We have introduced the concept of virtual topography to help explain the response of stratified flow over real topography when a layer of nearly constant density with a density step above it is in contact with the real topography. The essential aspects of the concept are shown in Fig. 5. We observed the layer in contact with the real topography to be hydraulically controlled for the case of 14 March 2006 (Fig. 5b), and the famous Boulder case of 11 January 1972 (Fig. 5a) is similar. In both of these cases the layer in contact with the real topography makes a transition from subcritical to critical flow at the crest and becomes supercritical downstream. It becomes subcritical again farther downstream after transitioning through a hydraulic jump. For the less-well-known case of 11 February 1970 (Fig. 5c) the layer in contact with the real topography was subcritical everywhere with only a slight dip above the crest that was due to an acceleration and deceleration as it crossed the crest, typical of subcritical flows.
The response aloft to the virtual topography at the top of the step capping the layer in contact with the real topography differed among these three cases. This response can be analyzed with the internal Froude numbers of the troposphere layers in all three cases in Fig. 5 and the virtual topography formed by the layer in contact with the real topography. For the Sierra Nevada case (Fig. 5b) the troposphere layer is subcritical and hence decelerates and slows with a decrease in the height of the virtual topography. This is a subcritical response with an associated rise in the elevation of the tropopause. Although the famous 11 January 1972 case (Fig. 5a) has virtual topography that is similar to that of the Sierra Nevada case, the troposphere layer makes a transition from subcritical to supercritical flow. The difference is in the existence of a weak cap bounded by a stagnant isolating layer. The 18 February 1970 case (Fig. 5c) had no downslope windstorm at Boulder and no response in the supercritical flow in the troposphere layer aloft.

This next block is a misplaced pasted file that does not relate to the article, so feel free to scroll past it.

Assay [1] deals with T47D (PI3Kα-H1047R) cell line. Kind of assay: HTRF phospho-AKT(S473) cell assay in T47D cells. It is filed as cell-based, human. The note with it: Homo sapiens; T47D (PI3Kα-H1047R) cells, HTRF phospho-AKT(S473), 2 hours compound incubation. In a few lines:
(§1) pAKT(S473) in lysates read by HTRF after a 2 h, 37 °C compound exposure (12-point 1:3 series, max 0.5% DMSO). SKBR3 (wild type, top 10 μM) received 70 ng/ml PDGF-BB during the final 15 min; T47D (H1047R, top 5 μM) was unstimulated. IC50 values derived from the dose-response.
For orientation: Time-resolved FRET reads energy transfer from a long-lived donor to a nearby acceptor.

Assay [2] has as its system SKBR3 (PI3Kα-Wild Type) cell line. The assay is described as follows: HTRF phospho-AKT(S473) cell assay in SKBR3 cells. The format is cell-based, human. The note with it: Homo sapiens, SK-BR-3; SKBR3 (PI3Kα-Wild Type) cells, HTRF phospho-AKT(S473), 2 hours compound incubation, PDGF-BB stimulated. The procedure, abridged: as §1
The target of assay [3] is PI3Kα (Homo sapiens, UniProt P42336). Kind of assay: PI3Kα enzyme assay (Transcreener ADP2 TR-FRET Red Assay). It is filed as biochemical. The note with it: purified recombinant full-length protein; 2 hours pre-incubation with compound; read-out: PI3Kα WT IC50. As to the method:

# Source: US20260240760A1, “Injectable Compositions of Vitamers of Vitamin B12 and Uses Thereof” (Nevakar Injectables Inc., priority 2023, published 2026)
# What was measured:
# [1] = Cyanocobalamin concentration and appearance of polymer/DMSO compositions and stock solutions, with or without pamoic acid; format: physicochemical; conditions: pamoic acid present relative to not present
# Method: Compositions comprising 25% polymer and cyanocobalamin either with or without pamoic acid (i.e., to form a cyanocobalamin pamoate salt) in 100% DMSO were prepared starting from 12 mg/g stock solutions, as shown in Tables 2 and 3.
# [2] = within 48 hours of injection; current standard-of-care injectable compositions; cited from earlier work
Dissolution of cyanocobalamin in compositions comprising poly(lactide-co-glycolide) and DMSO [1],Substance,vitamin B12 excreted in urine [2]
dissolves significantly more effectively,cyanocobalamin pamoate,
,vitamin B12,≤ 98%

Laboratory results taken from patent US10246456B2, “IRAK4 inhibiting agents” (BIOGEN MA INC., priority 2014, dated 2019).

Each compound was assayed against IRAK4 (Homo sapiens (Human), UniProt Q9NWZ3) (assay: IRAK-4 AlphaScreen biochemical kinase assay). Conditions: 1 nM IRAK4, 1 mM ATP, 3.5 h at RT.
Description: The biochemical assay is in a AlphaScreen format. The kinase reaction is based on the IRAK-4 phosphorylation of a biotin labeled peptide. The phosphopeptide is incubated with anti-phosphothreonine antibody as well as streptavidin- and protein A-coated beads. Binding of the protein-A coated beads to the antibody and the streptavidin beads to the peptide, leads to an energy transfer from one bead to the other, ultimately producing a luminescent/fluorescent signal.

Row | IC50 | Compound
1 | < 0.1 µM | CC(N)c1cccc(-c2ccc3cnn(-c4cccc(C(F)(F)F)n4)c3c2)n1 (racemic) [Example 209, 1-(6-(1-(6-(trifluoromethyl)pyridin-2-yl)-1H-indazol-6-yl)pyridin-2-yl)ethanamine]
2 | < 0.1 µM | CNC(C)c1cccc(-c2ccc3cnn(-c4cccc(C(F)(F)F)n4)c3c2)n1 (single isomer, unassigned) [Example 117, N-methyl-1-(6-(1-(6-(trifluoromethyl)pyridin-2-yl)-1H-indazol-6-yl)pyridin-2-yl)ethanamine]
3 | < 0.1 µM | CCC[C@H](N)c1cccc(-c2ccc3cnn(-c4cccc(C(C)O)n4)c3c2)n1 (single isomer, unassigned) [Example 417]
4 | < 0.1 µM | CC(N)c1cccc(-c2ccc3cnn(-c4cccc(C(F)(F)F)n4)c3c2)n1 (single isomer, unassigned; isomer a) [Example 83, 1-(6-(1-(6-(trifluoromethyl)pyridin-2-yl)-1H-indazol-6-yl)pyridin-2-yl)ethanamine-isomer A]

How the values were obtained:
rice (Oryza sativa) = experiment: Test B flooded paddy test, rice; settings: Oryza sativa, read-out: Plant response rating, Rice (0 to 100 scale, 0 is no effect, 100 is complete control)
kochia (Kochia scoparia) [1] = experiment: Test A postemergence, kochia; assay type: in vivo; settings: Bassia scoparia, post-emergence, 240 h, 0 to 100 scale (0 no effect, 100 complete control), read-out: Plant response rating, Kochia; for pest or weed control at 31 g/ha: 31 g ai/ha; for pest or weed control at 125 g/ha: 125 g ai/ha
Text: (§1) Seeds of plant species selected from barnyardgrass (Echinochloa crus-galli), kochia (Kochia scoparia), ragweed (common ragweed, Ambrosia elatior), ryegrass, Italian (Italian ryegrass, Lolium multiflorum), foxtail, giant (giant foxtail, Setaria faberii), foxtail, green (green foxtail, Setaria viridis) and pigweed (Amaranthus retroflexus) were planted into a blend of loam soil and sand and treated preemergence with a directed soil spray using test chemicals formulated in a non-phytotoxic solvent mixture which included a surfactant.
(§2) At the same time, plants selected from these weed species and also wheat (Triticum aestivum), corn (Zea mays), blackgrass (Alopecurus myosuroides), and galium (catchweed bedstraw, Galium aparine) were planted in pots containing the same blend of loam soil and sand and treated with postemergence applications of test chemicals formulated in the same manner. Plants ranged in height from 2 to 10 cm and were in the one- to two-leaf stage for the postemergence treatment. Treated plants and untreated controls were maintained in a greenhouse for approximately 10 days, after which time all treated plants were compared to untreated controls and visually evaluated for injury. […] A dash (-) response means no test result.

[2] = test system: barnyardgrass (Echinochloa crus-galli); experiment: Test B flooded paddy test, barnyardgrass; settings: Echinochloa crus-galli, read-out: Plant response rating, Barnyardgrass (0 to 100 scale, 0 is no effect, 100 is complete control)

This study would not have been possible without the careful planning and flying of the University of Wyoming King Air operations group. As mission scientist, LA is particularly thankful for their willingness and ability to carry out these turbulent flights close to the eastern slope of the Sierra Nevada. We particularly thank the following individuals from the University of Wyoming King Air (N2UW): Al Rodi, facility manager; Tom Drew, pilot; Larry Oolman, data and project manager; and from the Gulfstream V: Ron Smith, mission scientist. Georg Mayr’s participation in T-REX was funded by Austrian Science Foundation Grant P18940-N10. Larry Armi’s participation in T-REX was partly funded by The University of California and by Lucky Larry’s Auto Repair; preparation of this publication was partially funded under NSF Grant OCE-1061027. We thank the editor J. Charney and, in particular, one of the reviewers for their careful comments on the manuscript.
This article is included in the Terrain-Induced Rotor Experiment (T-Rex) special collection.
Lilly (1978) did not have speed measurements in this layer at the crest, and therefore his isotachs there are somewhat uncertain.